Bloodring, by Faith Hunter

>> Tuesday, November 06, 2007

TITLE: Bloodring
AUTHOR: Faith Hunter

PAGES: 352

SETTING: Post-apocalyptic Earth
TYPE: Fantasy
SERIES: Starts one. Followed by Seraphs and Host

REASON FOR READING: I heard about it in one of the yahoo groups I'm in, and what I heard, especially about the world it was set in, sounded interesting.

In a novel filled with lush imagery and exhilarating action, Faith Hunter creates a near-future world caught in the throes of an ambiguous apocalypse-where a woman with everything to hide finds her true destiny revealed.

As humanity struggles with religious strife and seraphs and demons fight a never-ending battle, a new species has arisen. "Neomages" are human in appearance, but able to twist left-over creation energy to their will. A threat to both humans and seraphs, they are confined in luxurious Enclaves.

Thorn St. Croix is no ordinary neomage. Nearly driven insane by her powers, she is smuggled out of an Enclave and now lives among humans, channeling her gift of stone-magery into jewelry making. But when Thaddeus Bartholomew, a dangerously attractive policeman, tells her that her ex-husband has been kidnapped, Thorn risks revealing her identity to find him. And for Thorn, the punishment for revelation is death.
THE PLOT: The summary I quote above is actually really good, so I won't bother with my own.

MY THOUGHTS: I'm afraid this book was a bit of a disappointment. On the positive side, the world Hunter created showed much promise. I thought the premise and many of the details were fascinating and fresh. I mean, the action takes place about a hundred years after Earth suffered an apocalypsis, almost right out of the Bible visions. The people in this story are the descendants of the few survivors of the catastrophes, and it's a world with a very close and immediate relationship with the formerly intangible mysteries of religion, which are now right there. In that sense, it reminded me of parts of Sharon Shinn's Samaria series. And even more intriguing, there are some hints that things might not be quite as clearly-cut Biblical as most people assume. This doesn't really go anywhere in this book, but I would imagine there will be more developments later. With this basic premise, Hunter managed to create an atmosphere I could almost taste, it felt so real.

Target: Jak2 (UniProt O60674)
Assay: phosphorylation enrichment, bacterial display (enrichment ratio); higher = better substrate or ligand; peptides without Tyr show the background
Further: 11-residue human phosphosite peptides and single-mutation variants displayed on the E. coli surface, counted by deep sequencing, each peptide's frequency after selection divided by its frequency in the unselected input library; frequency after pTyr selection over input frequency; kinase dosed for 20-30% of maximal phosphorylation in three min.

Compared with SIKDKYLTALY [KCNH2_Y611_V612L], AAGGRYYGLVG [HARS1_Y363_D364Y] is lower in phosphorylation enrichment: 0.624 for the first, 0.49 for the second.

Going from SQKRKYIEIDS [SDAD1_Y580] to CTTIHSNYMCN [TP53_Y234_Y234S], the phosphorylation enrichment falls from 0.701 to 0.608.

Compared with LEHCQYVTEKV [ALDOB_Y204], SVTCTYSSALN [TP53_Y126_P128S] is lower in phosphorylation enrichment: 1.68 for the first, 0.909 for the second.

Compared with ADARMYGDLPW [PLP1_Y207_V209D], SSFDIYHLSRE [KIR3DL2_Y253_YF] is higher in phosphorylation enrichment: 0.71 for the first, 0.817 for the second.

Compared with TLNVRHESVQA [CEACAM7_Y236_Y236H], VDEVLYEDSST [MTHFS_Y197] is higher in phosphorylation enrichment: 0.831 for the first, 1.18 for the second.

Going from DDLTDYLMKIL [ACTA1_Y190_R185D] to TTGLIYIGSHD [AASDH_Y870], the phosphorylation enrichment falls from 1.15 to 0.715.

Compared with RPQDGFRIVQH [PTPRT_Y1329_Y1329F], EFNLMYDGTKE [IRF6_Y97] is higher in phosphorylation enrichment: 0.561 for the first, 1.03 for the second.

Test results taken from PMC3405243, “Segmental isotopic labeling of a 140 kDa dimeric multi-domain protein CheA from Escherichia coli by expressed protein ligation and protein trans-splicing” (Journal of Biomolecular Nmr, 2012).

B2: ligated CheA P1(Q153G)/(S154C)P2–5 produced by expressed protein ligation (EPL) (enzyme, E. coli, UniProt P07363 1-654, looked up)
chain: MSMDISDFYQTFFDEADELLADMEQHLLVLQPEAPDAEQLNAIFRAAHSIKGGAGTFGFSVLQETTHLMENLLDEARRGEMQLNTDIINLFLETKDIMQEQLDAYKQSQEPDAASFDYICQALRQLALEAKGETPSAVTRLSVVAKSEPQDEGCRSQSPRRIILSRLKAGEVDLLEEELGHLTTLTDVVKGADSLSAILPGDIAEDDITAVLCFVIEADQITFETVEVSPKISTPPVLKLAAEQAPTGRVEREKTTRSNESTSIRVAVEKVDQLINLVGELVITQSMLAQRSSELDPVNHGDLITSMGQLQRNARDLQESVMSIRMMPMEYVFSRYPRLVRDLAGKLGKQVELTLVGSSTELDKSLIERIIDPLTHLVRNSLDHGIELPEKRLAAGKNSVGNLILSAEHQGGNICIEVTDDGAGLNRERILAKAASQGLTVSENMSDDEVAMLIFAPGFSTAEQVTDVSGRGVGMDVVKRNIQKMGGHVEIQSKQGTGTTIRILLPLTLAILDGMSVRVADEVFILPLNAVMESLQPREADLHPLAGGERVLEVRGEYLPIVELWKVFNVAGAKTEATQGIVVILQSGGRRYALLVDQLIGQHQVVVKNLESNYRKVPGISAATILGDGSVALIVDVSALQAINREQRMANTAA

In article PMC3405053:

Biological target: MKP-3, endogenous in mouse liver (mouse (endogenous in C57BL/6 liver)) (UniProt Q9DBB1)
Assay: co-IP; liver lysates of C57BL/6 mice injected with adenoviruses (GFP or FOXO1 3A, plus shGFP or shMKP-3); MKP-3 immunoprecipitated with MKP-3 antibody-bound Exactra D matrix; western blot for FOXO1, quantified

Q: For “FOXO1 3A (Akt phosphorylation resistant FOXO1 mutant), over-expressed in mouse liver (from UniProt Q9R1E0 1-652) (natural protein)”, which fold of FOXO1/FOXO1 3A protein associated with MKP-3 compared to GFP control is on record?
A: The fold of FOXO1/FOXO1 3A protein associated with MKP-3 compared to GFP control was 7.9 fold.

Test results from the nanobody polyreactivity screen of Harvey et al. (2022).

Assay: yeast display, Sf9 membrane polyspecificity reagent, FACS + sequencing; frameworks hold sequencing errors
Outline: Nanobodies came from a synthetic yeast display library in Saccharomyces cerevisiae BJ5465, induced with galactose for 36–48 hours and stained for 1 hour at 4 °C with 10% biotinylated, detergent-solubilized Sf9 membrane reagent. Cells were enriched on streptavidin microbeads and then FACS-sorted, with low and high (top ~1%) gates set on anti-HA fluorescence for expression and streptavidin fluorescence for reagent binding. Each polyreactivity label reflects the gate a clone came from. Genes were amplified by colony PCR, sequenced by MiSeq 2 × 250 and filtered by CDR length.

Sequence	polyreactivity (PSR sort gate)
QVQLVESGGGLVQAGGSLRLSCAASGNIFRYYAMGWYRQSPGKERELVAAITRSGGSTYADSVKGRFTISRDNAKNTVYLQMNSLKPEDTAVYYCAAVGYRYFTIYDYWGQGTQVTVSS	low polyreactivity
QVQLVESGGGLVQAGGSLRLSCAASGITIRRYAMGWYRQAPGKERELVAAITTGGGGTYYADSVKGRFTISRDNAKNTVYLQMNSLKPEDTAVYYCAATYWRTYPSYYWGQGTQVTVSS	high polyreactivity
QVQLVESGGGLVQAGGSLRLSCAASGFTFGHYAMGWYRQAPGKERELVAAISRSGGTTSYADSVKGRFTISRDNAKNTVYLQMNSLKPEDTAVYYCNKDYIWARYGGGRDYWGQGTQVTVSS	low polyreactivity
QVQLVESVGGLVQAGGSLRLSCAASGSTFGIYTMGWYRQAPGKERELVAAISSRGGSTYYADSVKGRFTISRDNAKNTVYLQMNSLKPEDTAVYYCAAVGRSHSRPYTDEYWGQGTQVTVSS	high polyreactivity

But... I started out the book feeling like I had some catching up to do, and never managed to succeed. It's obvious that this is not a world the author is making up as she goes along. Everything here indicates that has a detailed universe in her mind and that it has its own rules and its own complex history. And that's great, that's just as it should be with fantasy. The thing is, what's probably really obvious in her mind wasn't always as obvious to me, the reader, and I spent much of the book feeling a bit lost, for all that I was reading slowly and carefully. There are things that still don't make sense to me now, like why exactly the neomages are so hated, or the exact nature of the kylen and what happened between Thorn and the seraphs all those years before. As for the ending and the final confrontation, with that seraph intervention, I'm still scratching my head over it. I can't make up my mind if this is all something I should have understood completely or if it's some kind of cliffhanger-ish ending.

In addition to this, though the characters were interesting, they all felt distant to me, including the narrator, Thorn. There was a detatched feel to her reactions; even when we were told she was terrified, I just couldn't feel it. Hunter told us this kind of thing, rather than show us. I just thought Thorn was a bit dull and never particularly cared about the whole thing with her ex-husband being kidnapped. What's more, I never truly got why she would care, either. That's the kind of thing I mean, even after reading the whole book, the narrator is still a mystery to me.

MY GRADE: I'm regretfully going to have to go with a C-. I would be interested in seeing in what direction Hunter takes her world, but actually reading this book was too frustrating for me to continue with the series.


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